由 Gus Iversen
, Editor in Chief | March 22, 2022
Healthcare Business News spoke once again with Fujifilm SonoSite president and COO Richard Fabian about what is clearly a passion of his: ensuring that peripheral IVs are inserted correctly on the first try using point-of-care ultrasound guidance.
He explains that it is a simple but powerful way to improve nurse satisfaction, patient care, comfort and perception—and the resulting savings can be significant.
HCB News: Why is an ultrasound-guided peripheral IV program so important for a hospital? And how does it differ from the traditional approach to IV insertion?
For hospitals, these programs mean major, measurable improvements in patient safety and in the quality of care. They may also mean savings in the realm of millions per year from more efficient patient throughput, better use of staff time, reducing more expensive and risky procedures and avoidable complications, and improving time to treatment—something especially important particularly in the ED. The source of these benefits is simple: empowering front-line clinicians to use ultrasound to guide the placement of peripheral IV lines.
HCB News: How would a hospital measure these benefits?
Let’s start with the scope, which is massive. The number of peripheral IVs placed in the US every year is somewhere between 200 and 300 million. Within this number, there are millions of patients whose veins are so difficult to access—whether because of anatomy, or because they have an illness or another complicating factor—that they get escalated from nurse to nurse and physician to physician before the PICC (peripherally inserted central catheter) team gets involved. These patients may even undergo a central venous catheter (CVC) procedure, which is much riskier and far more costly than a peripheral IV. At St. Joseph’s Healthcare System in New Jersey, their vascular access program saved a total of $3.5 million in three years, in part by reducing referrals out for PICCs and CVCs.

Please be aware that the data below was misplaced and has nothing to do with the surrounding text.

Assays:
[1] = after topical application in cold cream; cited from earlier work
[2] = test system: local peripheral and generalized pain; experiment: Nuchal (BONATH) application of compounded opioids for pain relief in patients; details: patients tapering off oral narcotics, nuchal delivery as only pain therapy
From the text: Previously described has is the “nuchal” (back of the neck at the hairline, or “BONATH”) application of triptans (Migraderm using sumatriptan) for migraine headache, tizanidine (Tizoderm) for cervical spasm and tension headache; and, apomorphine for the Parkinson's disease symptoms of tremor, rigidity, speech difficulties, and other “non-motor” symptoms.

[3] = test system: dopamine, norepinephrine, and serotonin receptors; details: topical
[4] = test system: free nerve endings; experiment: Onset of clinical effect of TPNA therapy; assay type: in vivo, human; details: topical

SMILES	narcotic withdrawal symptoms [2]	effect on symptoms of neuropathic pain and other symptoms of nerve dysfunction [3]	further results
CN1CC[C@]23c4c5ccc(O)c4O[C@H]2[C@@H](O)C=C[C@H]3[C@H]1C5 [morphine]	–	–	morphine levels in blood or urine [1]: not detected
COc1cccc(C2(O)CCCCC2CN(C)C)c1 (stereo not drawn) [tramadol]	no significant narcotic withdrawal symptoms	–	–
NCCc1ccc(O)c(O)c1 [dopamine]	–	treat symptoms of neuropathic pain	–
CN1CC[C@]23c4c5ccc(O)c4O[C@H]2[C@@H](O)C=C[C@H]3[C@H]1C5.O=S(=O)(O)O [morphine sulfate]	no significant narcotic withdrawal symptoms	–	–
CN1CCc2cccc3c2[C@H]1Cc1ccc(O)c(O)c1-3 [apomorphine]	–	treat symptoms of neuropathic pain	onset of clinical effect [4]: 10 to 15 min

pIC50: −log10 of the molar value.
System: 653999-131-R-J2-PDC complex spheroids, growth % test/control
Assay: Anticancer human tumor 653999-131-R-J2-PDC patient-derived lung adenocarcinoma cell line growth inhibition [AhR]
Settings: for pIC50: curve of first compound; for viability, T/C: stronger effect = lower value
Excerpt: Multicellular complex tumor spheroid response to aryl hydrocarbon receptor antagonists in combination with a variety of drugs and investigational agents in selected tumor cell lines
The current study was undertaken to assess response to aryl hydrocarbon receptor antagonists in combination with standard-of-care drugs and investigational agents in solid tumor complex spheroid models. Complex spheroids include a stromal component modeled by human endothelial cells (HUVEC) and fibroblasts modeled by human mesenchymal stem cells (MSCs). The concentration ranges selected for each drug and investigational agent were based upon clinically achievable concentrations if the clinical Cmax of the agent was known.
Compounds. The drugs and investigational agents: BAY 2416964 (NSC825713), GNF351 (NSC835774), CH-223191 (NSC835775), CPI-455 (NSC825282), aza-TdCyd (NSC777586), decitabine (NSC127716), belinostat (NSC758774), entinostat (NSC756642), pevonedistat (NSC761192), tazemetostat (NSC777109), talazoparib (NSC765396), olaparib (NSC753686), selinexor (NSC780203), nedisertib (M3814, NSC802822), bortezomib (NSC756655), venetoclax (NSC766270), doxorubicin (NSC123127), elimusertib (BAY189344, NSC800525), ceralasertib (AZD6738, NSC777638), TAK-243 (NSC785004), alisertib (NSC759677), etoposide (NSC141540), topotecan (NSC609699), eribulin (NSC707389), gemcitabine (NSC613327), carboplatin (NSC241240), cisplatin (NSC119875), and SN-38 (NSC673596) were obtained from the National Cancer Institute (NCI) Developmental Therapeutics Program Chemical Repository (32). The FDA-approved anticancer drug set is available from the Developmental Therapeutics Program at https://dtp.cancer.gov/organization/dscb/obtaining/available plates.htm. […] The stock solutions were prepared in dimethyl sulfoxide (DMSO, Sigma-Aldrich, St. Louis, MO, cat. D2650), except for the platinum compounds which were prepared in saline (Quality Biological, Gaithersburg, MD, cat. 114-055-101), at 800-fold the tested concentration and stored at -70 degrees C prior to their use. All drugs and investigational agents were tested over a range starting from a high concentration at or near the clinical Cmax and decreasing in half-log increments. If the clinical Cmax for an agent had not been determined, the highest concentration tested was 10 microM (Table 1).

The benefits will be slightly different depending on the hospital department in question, but for emergent care, the time-to-treatment is certainly one of the most consequential. A PICC takes upwards of 45 minutes to place, while an ultrasound-guided PIV takes between 5 and 10 minutes. Many time-sensitive lifesaving therapies cannot be administered without an IV placed, nor can emergency patients be transferred to surgery or critical care unit. For the vast majority of all patients, not just in the ED, that IV placement is the first point of contact with their care team, and it affects their experience and how they perceive the hospital and their care.